Being subjected to sexual violence, domestic violence, hate crime, harassment or other inappropriate bahviour can really impact your emotional wellbeing. We understand the importance of looking after yourself and have a range of support services tailored to your specific needs that can be accessed when required. 

Urgent support

If you, or others, are in immediate risk or danger, contact the emergency services on 999.

The University Security Services work 24 hours a day, 7 days a week, 365 days of the year. You can call them on 0121 414 4444. They provide assistance in an emergency as well as help in urgent but non-life threatening situations. In case of an emergency always dial 999 first.

Support for Students

UBHeard is a confidential listening and support service for all registered students (undergraduate and postgraduate) that gives you immediate emotional and mental health support 24 hours a day, 7 days a week, 365 days a year. Call the service now on 0800 368 5819 (Freephone UK*) or 00353 1 518 0277 (International), or visit the UBHeard portal.

Wellbeing Officers are available in each School and are able to provide practical and emotional support for you if you are experiencing personal problems, particularly when these might interfere with your academic work.

The Mental Health and Wellbeing Team is staffed by an experienced team of therapeutic practitioners, and will offer you a safe and confidential space in which to explore the difficulties you may be facing and will help you develop effective strategies to overcome them. You don't need a mental health diagnosis in order to access the service. To register with Mental Health and Wellbeing services,  complete the registration form ensuring that you have read the information above and understand the eligibility criteria.  If you need help with completing this form, please call 0121 414 5130 or email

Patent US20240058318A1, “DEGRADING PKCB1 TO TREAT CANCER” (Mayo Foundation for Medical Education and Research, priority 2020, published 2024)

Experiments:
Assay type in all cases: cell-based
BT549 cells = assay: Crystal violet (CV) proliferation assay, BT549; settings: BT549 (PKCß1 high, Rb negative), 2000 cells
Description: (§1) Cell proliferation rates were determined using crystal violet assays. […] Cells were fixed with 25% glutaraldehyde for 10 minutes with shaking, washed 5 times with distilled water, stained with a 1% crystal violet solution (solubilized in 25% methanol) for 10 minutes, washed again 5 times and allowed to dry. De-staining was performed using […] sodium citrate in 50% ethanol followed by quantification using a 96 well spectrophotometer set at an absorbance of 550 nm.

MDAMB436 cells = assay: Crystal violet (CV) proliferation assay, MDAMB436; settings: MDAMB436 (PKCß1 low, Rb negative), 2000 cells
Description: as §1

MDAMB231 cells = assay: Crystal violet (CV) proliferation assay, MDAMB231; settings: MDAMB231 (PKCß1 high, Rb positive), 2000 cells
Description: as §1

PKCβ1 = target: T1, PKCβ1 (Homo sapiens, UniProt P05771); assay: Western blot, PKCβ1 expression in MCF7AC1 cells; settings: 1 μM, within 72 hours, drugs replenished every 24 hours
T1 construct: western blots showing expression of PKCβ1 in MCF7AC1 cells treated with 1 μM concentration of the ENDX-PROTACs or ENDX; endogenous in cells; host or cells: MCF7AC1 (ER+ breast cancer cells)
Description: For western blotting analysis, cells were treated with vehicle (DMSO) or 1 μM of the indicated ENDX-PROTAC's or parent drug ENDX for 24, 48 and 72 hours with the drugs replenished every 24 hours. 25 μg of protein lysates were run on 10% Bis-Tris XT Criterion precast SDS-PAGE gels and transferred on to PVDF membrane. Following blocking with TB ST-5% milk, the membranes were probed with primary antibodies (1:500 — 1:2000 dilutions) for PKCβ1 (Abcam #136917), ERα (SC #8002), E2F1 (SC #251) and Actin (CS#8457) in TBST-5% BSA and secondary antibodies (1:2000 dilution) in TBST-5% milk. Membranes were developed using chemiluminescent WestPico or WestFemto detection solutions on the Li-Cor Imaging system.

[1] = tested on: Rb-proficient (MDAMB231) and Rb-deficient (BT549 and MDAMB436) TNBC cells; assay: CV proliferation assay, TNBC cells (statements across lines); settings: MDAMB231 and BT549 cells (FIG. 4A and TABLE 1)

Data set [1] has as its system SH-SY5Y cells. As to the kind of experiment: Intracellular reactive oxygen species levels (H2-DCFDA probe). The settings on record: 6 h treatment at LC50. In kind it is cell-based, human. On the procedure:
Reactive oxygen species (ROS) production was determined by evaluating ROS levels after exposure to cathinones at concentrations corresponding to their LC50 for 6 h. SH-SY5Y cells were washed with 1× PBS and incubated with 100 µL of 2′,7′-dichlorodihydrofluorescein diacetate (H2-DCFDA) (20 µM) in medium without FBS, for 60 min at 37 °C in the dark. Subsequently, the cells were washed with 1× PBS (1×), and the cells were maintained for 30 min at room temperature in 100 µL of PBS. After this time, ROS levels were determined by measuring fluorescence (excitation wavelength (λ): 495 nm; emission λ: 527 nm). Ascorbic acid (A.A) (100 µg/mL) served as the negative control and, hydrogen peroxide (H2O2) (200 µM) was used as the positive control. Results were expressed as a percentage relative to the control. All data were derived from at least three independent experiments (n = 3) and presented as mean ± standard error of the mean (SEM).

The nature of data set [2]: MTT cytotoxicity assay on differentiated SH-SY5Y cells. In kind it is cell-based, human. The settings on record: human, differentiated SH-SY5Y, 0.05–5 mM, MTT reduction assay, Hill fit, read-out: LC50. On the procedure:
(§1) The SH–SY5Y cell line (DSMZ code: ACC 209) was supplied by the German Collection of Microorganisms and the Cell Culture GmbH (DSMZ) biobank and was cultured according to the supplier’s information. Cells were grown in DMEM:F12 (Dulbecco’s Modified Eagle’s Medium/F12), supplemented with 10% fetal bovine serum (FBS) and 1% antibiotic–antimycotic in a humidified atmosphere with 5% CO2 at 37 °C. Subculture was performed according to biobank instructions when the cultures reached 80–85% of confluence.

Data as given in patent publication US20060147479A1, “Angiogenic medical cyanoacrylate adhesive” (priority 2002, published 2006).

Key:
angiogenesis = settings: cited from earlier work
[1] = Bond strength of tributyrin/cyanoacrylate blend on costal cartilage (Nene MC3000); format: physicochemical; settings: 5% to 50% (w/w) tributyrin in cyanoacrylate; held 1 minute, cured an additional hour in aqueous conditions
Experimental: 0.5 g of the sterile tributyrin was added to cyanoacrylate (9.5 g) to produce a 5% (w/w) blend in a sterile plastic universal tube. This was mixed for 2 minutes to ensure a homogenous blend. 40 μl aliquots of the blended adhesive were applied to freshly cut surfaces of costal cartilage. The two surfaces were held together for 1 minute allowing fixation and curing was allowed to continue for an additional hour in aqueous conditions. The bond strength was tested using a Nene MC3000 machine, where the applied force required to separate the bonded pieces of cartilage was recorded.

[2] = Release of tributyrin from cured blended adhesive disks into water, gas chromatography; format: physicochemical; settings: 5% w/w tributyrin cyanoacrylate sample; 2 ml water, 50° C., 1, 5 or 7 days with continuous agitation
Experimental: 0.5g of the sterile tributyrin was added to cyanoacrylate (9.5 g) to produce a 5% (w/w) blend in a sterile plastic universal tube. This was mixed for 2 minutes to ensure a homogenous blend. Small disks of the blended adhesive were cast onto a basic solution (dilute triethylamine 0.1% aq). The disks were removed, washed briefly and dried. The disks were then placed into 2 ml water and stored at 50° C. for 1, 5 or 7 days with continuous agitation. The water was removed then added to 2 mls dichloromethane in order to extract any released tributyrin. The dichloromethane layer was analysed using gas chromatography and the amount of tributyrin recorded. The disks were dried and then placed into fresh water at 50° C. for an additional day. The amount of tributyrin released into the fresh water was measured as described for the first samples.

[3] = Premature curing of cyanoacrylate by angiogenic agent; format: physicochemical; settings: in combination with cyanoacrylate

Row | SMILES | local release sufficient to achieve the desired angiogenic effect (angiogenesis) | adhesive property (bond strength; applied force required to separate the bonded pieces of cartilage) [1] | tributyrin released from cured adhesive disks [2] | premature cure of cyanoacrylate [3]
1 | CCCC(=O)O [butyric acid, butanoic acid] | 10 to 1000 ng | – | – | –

Student Disability Service is able to provide support for students if they have a condition which meets the definition of disability in the Equality Act 2010. A person is disabled under the Equality Act 2010 if they have a physical or mental impairment that has a ‘substantial’ and ‘long-term’ negative effect on their ability to carry out normal daily activities (this includes study-related activities). To access the majority of our services you will need to complete our application form and provide appropriate evidence, so we can ensure that any recommended adjustments are appropriate. Please attach your evidence with your application or email it to us separately.

Pause, delivered in partnership with Forward Thinking Birmingham, is a wellbeing drop-in service for anyone under the age of 25 with a Birmingham GP. They are open on Wednesdays and Thursdays from 11:00-17:00 in The Lodge, North Gate. Feel free to drop-in and speak to a member of the team. 

Our self-help guides have been written by clinical psychologists and provide suggestions for simple ways in which you can begin to make positive changes. They contain practical advice and support for a range of issues that may be affecting your sense of wellbeing. Studies have demonstrated the effectiveness of high quality self-help materials in the treatment of mild to moderate psychological problems.

External support for Students is a free, safe, anonymous way for young people to receive counselling, advice and support online. Staffed by fully trained and qualified counsellors it is available until 10pm each night, 365 days per year. As well as counselling, peer to peer support can also be accessed through moderated message forums and online magazine.

Samaritans has a free to call service 24 hours a day, 365 days a year, if you want to talk to someone in confidence. Call them on 116 123.

SHOUT offers a free crisis text line service available 24 hours a day, 365 days a year. Text Shout to 85258. All data is anonymised.
Student Space, run by Student Minds the UK’s student mental health charity, is there to make it easier for you to find the support that you need.

You can contact your GP surgery and ask for an emergency phone appointment. In a crisis, you should be offered an appointment with the first available doctor. For more information, see GP appointments and bookings. Find your local GP.

There are two ways you can tell us what happened